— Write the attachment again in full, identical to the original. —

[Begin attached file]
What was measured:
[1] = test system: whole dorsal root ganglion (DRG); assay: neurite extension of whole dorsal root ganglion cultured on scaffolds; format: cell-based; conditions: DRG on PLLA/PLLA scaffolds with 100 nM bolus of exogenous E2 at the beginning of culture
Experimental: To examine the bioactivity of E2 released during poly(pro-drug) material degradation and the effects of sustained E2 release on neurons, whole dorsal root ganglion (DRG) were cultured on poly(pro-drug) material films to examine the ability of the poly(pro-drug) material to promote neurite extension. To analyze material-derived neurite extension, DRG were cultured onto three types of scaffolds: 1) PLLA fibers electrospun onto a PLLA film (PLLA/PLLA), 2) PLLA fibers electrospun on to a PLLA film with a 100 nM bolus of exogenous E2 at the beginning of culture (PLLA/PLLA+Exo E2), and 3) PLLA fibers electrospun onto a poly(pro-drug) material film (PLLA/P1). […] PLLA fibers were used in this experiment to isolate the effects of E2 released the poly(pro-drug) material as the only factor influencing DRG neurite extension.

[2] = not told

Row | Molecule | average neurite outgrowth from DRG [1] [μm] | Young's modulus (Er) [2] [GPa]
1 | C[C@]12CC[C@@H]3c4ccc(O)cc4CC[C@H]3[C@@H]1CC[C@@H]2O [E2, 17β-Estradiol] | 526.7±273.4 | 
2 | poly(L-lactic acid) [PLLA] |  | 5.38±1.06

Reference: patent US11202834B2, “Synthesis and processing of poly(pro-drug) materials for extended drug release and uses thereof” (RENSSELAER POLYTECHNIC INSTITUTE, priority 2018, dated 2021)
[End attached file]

What was measured:
[1] = test system: whole dorsal root ganglion (DRG); assay: neurite extension of whole dorsal root ganglion cultured on scaffolds; format: cell-based; conditions: DRG on PLLA/PLLA scaffolds with 100 nM bolus of exogenous E2 at the beginning of culture
Experimental: To examine the bioactivity of E2 released during poly(pro-drug) material degradation and the effects of sustained E2 release on neurons, whole dorsal root ganglion (DRG) were cultured on poly(pro-drug) material films to examine the ability of the poly(pro-drug) material to promote neurite extension. To analyze material-derived neurite extension, DRG were cultured onto three types of scaffolds: 1) PLLA fibers electrospun onto a PLLA film (PLLA/PLLA), 2) PLLA fibers electrospun on to a PLLA film with a 100 nM bolus of exogenous E2 at the beginning of culture (PLLA/PLLA+Exo E2), and 3) PLLA fibers electrospun onto a poly(pro-drug) material film (PLLA/P1). […] PLLA fibers were used in this experiment to isolate the effects of E2 released the poly(pro-drug) material as the only factor influencing DRG neurite extension.

[2] = not told

Row | Molecule | average neurite outgrowth from DRG [1] [μm] | Young's modulus (Er) [2] [GPa]
1 | C[C@]12CC[C@@H]3c4ccc(O)cc4CC[C@H]3[C@@H]1CC[C@@H]2O [E2, 17β-Estradiol] | 526.7±273.4 | 
2 | poly(L-lactic acid) [PLLA] |  | 5.38±1.06

Reference: patent US11202834B2, “Synthesis and processing of poly(pro-drug) materials for extended drug release and uses thereof” (RENSSELAER POLYTECHNIC INSTITUTE, priority 2018, dated 2021)